Generating Internal ControlOct 10, 2023
How we view and interpret the world around us heavily influences how we conduct ourselves. People who go through life with an external locus of control believe that the outcomes they get are due to forces outside of themselves. If something happens that they do not like, they tend to blame other people or things instead of taking responsibility for the actions they took to get there. This person might play the victim card to get people to take pity on them. Every victim is looking for a hero to save them instead of learning how to play the hero in their own story. Even when something good happens, they might credit the outcome to luck or fate.
On the other hand, people who lead their lives with an internal locus of control believe that they have control over their thoughts and actions, and thus they have control over their outcomes. A person with an internal locus of control takes responsibility for where they are at and where they are going.
If we believe that we can control our experiences, we will behave much differently than if we believe that “life happens, and there is nothing we can do about it.” So how do we generate internal control in others? Whether in life or in business, people will benefit from the belief that their actions lead to their outcomes. This ownership of responsibility shifts the story that plays in a person’s mind. There are three steps that will help create internal control: plant, anchor, and reinforce.
When we want our employees to change their behavior, we want to plant the idea that they are good at “X.” Our belief in them will help them develop the belief in self that leads to ownership of their actions. When we catch them doing “X” right, we will anchor the behavior through positive reinforcement. We can follow the model of behavior, feeling, and impact. That would sound like, “When you did ‘X’, I felt ________, because of _________(the positive impact).” It is important to acknowledge when they are doing something well because it encourages them to continue down the path to internal control. If we are quick to reprimand them for doing something wrong, they are more likely to blame outside factors for the outcome.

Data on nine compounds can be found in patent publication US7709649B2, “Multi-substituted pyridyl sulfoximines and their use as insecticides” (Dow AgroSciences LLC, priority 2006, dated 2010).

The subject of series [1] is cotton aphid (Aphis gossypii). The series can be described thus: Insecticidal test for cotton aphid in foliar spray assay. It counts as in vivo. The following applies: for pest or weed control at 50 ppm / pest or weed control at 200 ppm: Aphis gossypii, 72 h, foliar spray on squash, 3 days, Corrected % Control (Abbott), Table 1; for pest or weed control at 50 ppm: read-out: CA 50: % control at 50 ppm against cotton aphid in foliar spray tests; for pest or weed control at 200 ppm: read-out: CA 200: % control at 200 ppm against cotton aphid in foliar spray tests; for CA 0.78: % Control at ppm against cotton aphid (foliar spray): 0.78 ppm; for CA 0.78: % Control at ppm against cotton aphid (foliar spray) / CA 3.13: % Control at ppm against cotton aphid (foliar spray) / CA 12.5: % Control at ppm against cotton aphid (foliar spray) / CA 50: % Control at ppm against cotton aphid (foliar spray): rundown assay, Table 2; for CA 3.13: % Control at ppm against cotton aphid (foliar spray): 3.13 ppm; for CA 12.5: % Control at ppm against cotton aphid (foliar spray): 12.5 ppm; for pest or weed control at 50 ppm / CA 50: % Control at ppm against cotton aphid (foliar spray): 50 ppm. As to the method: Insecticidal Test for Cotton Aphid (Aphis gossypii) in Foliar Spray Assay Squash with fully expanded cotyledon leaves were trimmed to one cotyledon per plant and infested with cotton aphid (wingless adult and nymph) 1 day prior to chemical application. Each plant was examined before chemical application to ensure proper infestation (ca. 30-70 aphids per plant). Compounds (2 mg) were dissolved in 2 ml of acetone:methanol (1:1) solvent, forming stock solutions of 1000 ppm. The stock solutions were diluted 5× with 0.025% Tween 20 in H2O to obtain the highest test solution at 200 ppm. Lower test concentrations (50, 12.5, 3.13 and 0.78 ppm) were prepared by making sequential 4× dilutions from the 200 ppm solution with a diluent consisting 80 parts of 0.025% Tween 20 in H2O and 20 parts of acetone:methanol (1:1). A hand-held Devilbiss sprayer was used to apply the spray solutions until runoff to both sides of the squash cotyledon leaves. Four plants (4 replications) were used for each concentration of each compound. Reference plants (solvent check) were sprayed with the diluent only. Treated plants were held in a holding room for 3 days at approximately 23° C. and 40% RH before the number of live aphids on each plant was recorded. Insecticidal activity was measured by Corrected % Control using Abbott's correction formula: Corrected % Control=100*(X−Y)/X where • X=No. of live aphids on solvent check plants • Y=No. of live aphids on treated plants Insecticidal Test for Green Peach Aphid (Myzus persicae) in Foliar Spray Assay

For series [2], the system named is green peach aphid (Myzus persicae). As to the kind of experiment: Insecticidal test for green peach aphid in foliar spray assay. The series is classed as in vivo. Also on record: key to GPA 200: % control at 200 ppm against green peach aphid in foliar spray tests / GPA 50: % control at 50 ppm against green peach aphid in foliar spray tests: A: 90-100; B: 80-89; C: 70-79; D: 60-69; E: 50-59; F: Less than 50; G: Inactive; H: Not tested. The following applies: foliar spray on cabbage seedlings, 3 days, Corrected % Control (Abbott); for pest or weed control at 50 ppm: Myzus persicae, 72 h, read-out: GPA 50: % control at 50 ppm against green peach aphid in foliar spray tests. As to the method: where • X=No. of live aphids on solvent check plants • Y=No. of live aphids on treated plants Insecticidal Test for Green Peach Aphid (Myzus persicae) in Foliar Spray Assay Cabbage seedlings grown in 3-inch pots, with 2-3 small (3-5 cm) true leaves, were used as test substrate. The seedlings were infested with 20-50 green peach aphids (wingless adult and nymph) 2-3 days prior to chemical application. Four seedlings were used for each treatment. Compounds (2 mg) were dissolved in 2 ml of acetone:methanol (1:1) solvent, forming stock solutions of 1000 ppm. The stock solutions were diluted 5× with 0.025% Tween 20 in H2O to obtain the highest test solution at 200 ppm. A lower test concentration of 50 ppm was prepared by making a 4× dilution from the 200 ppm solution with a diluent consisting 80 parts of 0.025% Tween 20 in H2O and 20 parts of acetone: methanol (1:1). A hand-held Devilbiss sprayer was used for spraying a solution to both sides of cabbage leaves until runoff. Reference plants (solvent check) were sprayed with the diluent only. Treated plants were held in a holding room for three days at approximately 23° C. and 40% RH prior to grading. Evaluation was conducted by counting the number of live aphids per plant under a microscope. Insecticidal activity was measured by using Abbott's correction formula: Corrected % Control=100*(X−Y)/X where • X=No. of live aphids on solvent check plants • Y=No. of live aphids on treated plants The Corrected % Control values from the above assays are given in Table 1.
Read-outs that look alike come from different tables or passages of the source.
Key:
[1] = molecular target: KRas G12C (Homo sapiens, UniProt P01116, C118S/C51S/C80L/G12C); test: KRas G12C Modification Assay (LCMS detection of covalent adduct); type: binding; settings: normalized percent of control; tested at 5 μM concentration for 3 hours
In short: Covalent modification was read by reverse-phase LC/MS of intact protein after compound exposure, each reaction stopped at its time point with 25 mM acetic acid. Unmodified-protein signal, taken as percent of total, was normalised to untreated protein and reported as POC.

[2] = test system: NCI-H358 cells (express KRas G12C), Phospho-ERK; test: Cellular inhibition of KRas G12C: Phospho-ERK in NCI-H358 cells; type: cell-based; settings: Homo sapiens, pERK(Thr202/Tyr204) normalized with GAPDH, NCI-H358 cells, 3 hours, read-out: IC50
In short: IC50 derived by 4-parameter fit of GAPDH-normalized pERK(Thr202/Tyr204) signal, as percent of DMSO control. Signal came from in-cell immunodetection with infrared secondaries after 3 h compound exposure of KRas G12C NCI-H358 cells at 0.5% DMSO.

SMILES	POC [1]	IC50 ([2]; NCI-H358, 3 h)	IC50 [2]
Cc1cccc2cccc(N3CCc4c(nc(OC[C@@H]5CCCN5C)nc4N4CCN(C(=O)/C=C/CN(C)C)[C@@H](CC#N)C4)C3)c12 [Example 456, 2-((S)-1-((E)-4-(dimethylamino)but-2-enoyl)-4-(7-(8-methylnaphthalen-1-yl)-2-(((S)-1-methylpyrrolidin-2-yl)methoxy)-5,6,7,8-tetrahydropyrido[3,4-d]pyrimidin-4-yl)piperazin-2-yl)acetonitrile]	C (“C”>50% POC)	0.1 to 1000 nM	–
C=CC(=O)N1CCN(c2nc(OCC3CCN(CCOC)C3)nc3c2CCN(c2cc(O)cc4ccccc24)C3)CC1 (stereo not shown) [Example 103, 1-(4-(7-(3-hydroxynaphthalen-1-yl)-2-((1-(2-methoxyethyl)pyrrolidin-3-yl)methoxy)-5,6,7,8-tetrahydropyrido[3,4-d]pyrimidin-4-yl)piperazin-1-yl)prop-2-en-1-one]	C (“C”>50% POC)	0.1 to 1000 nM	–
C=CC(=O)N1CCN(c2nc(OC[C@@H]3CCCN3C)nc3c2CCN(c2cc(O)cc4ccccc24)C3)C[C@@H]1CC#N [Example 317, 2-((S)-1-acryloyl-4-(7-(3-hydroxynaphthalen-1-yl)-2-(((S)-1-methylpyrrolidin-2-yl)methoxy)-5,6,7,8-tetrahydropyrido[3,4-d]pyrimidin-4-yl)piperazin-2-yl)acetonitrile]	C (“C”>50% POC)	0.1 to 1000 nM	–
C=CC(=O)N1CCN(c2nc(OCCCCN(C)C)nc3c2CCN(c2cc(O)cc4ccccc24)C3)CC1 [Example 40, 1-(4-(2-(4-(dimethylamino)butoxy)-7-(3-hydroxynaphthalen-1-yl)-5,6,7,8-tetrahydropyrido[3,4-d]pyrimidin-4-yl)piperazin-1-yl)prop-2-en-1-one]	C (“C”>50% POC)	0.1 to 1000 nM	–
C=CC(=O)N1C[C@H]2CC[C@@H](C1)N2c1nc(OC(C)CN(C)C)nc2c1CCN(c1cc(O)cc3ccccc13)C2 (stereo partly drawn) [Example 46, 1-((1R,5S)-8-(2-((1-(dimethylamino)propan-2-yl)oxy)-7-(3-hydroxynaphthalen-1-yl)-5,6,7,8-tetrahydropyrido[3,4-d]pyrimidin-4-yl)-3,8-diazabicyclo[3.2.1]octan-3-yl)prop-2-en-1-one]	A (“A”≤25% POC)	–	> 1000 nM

The third step is to reinforce. It takes at least 21 reinforcements for a person to fully accept that that’s who they are now. Positive affirmations help the behavior become a part of the person’s identity, and then the behavior will come naturally. Once a person has developed an internal locus of control, they take responsibility for all of their actions, and it is easier to introduce new behaviors that will help them as an employee and as an individual.
We may not have control over everything that happens in life, but we do have control over our thoughts, feelings, and actions, which can all lead to different outcomes. The next time you are facing something difficult, I challenge you to take ownership of your actions. See how different your experience of life can be when you don’t blame other people or things, and instead you look within yourself for control.
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